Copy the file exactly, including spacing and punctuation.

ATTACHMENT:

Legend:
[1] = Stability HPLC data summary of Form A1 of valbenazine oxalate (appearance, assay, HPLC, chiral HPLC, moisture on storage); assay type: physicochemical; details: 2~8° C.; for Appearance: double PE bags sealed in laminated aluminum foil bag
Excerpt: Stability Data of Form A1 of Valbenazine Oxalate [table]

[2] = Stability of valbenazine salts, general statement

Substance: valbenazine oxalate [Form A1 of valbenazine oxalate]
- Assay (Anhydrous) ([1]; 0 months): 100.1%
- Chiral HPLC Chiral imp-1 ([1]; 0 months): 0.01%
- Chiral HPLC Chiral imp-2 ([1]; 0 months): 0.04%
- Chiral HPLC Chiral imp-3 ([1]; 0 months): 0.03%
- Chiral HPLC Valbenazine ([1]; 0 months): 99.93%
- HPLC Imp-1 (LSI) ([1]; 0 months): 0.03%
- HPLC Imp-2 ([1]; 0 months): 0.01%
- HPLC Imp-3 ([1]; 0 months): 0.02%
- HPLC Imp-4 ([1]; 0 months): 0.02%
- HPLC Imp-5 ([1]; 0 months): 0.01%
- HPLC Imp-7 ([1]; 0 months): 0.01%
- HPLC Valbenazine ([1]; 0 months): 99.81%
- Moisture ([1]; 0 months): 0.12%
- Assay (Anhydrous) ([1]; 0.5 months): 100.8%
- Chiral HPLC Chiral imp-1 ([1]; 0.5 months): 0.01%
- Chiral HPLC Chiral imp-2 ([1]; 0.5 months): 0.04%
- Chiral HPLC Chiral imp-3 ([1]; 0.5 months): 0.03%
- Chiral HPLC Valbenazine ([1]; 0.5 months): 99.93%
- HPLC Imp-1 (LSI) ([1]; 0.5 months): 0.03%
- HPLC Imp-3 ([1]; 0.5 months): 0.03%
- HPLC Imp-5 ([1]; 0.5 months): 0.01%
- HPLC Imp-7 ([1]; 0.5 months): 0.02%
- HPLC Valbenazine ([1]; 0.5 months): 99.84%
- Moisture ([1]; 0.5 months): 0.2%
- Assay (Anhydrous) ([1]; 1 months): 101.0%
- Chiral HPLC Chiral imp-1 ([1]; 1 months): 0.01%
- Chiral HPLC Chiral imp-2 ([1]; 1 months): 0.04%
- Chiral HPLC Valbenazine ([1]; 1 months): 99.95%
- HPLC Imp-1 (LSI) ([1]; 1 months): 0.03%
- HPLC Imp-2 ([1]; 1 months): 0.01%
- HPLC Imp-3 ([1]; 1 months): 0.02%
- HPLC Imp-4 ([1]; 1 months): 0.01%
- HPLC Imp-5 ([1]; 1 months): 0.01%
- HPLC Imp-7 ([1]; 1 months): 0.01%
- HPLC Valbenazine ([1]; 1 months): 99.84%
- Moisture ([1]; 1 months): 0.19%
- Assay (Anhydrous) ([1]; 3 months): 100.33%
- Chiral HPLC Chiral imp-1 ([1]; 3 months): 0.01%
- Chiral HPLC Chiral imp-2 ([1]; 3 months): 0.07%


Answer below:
Legend:
[1] = Stability HPLC data summary of Form A1 of valbenazine oxalate (appearance, assay, HPLC, chiral HPLC, moisture on storage); assay type: physicochemical; details: 2~8° C.; for Appearance: double PE bags sealed in laminated aluminum foil bag
Excerpt: Stability Data of Form A1 of Valbenazine Oxalate [table]

[2] = Stability of valbenazine salts, general statement

Substance: valbenazine oxalate [Form A1 of valbenazine oxalate]
- Assay (Anhydrous) ([1]; 0 months): 100.1%
- Chiral HPLC Chiral imp-1 ([1]; 0 months): 0.01%
- Chiral HPLC Chiral imp-2 ([1]; 0 months): 0.04%
- Chiral HPLC Chiral imp-3 ([1]; 0 months): 0.03%
- Chiral HPLC Valbenazine ([1]; 0 months): 99.93%
- HPLC Imp-1 (LSI) ([1]; 0 months): 0.03%
- HPLC Imp-2 ([1]; 0 months): 0.01%
- HPLC Imp-3 ([1]; 0 months): 0.02%
- HPLC Imp-4 ([1]; 0 months): 0.02%
- HPLC Imp-5 ([1]; 0 months): 0.01%
- HPLC Imp-7 ([1]; 0 months): 0.01%
- HPLC Valbenazine ([1]; 0 months): 99.81%
- Moisture ([1]; 0 months): 0.12%
- Assay (Anhydrous) ([1]; 0.5 months): 100.8%
- Chiral HPLC Chiral imp-1 ([1]; 0.5 months): 0.01%
- Chiral HPLC Chiral imp-2 ([1]; 0.5 months): 0.04%
- Chiral HPLC Chiral imp-3 ([1]; 0.5 months): 0.03%
- Chiral HPLC Valbenazine ([1]; 0.5 months): 99.93%
- HPLC Imp-1 (LSI) ([1]; 0.5 months): 0.03%
- HPLC Imp-3 ([1]; 0.5 months): 0.03%
- HPLC Imp-5 ([1]; 0.5 months): 0.01%
- HPLC Imp-7 ([1]; 0.5 months): 0.02%
- HPLC Valbenazine ([1]; 0.5 months): 99.84%
- Moisture ([1]; 0.5 months): 0.2%
- Assay (Anhydrous) ([1]; 1 months): 101.0%
- Chiral HPLC Chiral imp-1 ([1]; 1 months): 0.01%
- Chiral HPLC Chiral imp-2 ([1]; 1 months): 0.04%
- Chiral HPLC Valbenazine ([1]; 1 months): 99.95%
- HPLC Imp-1 (LSI) ([1]; 1 months): 0.03%
- HPLC Imp-2 ([1]; 1 months): 0.01%
- HPLC Imp-3 ([1]; 1 months): 0.02%
- HPLC Imp-4 ([1]; 1 months): 0.01%
- HPLC Imp-5 ([1]; 1 months): 0.01%
- HPLC Imp-7 ([1]; 1 months): 0.01%
- HPLC Valbenazine ([1]; 1 months): 99.84%
- Moisture ([1]; 1 months): 0.19%
- Assay (Anhydrous) ([1]; 3 months): 100.33%
- Chiral HPLC Chiral imp-1 ([1]; 3 months): 0.01%
- Chiral HPLC Chiral imp-2 ([1]; 3 months): 0.07%